REVISING THE FORMULA.

Author:Kern, Merilee
Position:LIFE AN AMERICA - Retirement planning

Findings by the Employment Benefit Research Institute reveal that far too many may not be poised for a financially secure retirement. The study found that 82% are not very confident in their ability to retire comfortably; 33% fear they will not be able to cover basic living expenses; and nearly 50% worry that they will not be able to pay for their medical costs.

"For many years, financial planners have espoused general formulas for determining the amount of income retirees will need, the most popular being the 70% rule that suggests that retirees will need to replace 70% of their pre-retirement income to provide for their living needs in retirement," notes Ray LeVitre, author of 20 Retirement Decisions You Need to Make Right Now and founder and managing partner at Net Worth Advisory Group.

"That may have been an effective guideline a few decades ago when the rule was established; however, for many retirees, relying upon it today may be fraught with financial peril. It's a very different world now, and old guidelines based on conditions that existed 30 years ago don't necessarily reflect real costs of aging today. Compounding the complexity is that many retirement decisions you make today are irrevocable, profoundly affecting one's financial security and lifestyle for decades beyond."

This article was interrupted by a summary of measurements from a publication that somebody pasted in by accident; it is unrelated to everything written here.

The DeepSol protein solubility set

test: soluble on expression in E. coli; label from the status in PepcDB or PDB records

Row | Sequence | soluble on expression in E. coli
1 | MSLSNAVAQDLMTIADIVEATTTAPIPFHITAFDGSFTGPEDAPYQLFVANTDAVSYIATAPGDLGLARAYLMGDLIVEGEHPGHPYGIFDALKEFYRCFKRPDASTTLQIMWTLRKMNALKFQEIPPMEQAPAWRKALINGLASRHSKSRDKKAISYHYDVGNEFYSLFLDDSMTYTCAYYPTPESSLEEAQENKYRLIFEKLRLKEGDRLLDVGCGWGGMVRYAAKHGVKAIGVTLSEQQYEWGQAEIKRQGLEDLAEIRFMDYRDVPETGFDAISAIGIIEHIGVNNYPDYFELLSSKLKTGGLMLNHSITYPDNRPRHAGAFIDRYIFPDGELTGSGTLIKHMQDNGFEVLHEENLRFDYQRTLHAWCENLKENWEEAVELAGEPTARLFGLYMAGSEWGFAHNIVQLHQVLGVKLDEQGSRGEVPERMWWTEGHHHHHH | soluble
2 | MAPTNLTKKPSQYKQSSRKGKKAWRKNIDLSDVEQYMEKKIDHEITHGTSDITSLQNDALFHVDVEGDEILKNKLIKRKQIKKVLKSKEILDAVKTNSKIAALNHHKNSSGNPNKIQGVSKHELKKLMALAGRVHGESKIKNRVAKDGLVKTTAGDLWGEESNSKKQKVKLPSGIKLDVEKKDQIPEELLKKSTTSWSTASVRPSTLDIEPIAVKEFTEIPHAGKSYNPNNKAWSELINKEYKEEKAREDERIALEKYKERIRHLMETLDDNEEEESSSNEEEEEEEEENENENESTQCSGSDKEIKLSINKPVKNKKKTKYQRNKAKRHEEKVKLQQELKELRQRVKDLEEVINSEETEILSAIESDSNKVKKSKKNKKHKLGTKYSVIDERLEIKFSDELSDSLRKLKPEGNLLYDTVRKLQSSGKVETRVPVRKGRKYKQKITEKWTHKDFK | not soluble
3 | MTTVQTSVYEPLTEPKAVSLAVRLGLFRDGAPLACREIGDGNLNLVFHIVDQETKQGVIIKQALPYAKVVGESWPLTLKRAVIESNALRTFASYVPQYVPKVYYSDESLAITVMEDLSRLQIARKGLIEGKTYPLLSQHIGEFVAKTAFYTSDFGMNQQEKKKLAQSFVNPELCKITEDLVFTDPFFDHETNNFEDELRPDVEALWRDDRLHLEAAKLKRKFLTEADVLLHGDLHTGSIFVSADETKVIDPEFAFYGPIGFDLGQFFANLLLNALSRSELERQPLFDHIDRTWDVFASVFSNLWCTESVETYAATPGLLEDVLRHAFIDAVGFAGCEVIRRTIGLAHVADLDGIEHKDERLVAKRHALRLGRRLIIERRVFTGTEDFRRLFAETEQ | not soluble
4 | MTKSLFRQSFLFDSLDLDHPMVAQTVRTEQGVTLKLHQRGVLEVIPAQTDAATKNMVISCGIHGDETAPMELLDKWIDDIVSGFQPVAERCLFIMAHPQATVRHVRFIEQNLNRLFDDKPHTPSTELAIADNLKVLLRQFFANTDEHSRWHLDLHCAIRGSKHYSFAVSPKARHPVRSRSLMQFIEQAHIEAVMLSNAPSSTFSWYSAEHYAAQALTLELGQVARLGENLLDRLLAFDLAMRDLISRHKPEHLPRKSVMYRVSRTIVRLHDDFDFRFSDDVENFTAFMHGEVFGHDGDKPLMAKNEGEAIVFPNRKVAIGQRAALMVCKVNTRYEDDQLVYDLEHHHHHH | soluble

According to LeVitre, modern-day aging cost considerations include: A male turning 65 years old today can be expected to live another 19 years vs. 11 years in 1970; for women, they can expect to live another 23 years.

* The chances of retirees or an elder family member requiring some form of long-term care is seven in 10.

* Many retirees are carrying some form of debt into retirement, including mortgages, student loans, and consumer debt.

* Although inflation has moderated somewhat since the 1970s, lifestyle costs, such as housing, food, and transportation, consume a larger portion of a retiree's budget today.

* While health care cost increases have slowed, the rate of these increases continues to be well above the general rate of inflation.

For many retirees, the 70% income replacement rule might be an acceptable baseline for planning. However, with the risk of inflation compounded by increased longevity now confronting retirees, income planning should be based on today's realities of aging. It is not inconceivable that, for some retirees, income replacement needs could be as high as 100%.

What baseline, foundational steps can be taken by those...

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